With the many species of sunfish, did you know that the largemouth bass and crappie are part of the sunfish species? Along with green sunish, small mouth bass, rock bass, and black bass. I didn’t know that either. As far as how many species o sunish, it depends on your location. In North America living in freshwater are 28 species.
How do you know if you have a sunfish
There are 7 ways to determine whether you have caught a sunfish or something else. Most adults learned to catch sunfish as children, especially bluegill. But, sunish are often identified incorrectly.
Here are 7 external parts of the anatomy that will help you determine and confirm that you have a sunfish.
- Mouth size compared to body size
- Upper jaw length compared to eye
- Opercular flap length
- Opercular flap color and margin colors
- Opercular flap flexibility
- Pectoral fin length
- Body coloration
You can get a more detailed list online, that gives you specifics for 9 species of sunfish, particularly the colors to look for.
If that all sounds like too much to try to figure out on your own, you can get the sunfish for your pond (or small lake) from a fish hatchery. But make sure you have researched and have decided on what type of sunfish you want to keep in your pond. Because with certain spawning habits you may need to add a largemouth bass or other predatory fish.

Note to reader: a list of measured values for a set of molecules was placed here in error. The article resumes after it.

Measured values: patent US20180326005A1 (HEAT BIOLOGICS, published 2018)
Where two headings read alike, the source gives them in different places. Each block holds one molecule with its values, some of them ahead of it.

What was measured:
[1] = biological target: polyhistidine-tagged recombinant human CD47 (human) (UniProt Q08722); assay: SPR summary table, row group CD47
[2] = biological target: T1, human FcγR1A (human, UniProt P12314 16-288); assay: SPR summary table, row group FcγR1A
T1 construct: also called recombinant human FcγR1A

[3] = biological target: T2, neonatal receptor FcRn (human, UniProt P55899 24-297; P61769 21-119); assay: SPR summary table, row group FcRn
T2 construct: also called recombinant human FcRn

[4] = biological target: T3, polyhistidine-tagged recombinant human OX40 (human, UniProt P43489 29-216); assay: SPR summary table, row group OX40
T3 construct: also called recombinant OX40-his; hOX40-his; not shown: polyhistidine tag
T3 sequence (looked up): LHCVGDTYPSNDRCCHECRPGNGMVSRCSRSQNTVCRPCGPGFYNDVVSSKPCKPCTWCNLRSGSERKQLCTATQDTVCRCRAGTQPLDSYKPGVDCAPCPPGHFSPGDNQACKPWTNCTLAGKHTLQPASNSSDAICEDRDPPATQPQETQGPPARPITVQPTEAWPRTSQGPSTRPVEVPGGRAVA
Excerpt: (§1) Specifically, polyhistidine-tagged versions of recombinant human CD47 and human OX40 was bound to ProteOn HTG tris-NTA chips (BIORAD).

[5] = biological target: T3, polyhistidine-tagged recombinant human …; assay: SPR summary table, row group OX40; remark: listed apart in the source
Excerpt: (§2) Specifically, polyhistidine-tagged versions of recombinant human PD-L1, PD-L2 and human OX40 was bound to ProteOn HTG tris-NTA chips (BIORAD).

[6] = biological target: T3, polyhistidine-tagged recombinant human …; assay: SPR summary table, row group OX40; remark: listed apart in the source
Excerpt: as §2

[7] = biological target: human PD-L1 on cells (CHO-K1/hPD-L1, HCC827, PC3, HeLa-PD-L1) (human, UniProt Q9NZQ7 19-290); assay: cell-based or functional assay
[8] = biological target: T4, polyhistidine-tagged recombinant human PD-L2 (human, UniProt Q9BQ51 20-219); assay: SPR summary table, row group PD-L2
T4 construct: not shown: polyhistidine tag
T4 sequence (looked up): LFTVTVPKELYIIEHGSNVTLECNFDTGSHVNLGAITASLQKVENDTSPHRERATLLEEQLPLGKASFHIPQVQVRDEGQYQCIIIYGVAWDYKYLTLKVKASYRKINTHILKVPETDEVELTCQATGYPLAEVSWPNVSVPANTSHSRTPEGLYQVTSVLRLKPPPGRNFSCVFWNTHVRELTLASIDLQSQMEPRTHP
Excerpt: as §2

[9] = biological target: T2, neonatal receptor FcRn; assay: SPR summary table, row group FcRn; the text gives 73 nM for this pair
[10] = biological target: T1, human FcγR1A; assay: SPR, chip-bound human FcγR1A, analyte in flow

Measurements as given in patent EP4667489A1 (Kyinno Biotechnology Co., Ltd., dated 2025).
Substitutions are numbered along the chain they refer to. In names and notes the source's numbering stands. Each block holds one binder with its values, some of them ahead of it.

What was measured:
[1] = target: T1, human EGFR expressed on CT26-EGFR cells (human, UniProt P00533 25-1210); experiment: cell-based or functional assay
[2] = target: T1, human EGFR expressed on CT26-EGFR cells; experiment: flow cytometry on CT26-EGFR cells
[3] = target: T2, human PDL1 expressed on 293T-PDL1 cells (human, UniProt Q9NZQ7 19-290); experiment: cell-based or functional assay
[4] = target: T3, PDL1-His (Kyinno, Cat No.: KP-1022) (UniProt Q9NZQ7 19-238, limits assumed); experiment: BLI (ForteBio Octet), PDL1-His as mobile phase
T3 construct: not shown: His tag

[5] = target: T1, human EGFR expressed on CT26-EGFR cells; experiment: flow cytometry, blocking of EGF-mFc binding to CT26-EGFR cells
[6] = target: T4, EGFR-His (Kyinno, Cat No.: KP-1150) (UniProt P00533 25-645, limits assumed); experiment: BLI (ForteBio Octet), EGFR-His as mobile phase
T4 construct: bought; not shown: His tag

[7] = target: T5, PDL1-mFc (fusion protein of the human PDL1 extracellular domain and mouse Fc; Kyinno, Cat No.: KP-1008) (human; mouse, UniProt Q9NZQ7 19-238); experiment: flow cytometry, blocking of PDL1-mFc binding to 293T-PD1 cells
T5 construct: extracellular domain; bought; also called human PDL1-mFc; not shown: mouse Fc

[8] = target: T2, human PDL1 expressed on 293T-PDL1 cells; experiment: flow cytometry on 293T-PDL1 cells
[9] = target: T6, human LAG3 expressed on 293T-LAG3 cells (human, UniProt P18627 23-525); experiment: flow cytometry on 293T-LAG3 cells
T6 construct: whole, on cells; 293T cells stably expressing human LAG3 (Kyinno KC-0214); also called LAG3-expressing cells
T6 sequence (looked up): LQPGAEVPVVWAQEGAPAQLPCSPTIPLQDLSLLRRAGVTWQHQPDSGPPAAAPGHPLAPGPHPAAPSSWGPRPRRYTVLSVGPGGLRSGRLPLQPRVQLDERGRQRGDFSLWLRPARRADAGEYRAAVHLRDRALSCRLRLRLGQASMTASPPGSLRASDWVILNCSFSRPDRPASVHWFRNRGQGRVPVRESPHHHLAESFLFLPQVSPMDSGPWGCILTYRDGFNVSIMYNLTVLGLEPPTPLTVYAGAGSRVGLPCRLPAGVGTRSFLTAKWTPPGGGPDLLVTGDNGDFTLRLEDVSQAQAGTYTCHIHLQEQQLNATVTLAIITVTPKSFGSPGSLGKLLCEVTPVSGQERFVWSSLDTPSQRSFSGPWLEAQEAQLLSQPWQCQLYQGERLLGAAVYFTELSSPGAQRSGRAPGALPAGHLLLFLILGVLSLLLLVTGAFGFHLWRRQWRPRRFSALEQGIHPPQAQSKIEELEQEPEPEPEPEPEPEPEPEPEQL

This will keep the number of malnourished pond fish down.
Here are the top 6 most popular and largely found sunfish:
- Green sunfish – 2 to 8 inches long and up to 2 pounds. They like warm still water such as backwaters of sluggish streams, small shallow lakes, and ponds. Favorite food: dragonfly, midges, beetles, and freshwater shrimp.
- Longear sunfish – up to 9 ½ inches long and 1 pound. You can find this species in rocky and sand pools of creeks, rivers, lakes, bays, and ponds. These sufish primarily eat aquatic insects, crayfish, worms, and fish eggs.
- Mud sunfish – not actually a member of the sunfish family, but uses their name. They are a maximum 6 ½ inches long. The mud sunfish prefer sluggish weedy water that is 50 to 72 degrees. There is a recorded mud sunfish that was 8.3 inches long.
- Pumpkinseed sunfish – these are normally 4-6 inches in length but can reach up to 12 inches, and weigh up to 1 pound. They prefer vegetated and quiet small rivers, ponds, and pools of creeks. Their diet consists of crustaceans, ants, small salamanders, small fish, and water beetles.
- Redbreast sunfish – most abundant in the Atlantic Coastal Plain streams. These are 6-8 inches average length, but 10-12 inches is possible . They can weigh close to 2 pounds. These sunfish prefer deeper stream sections and vegetated lake margins. They eat aquatic insects, snails, crayfish, and small fish.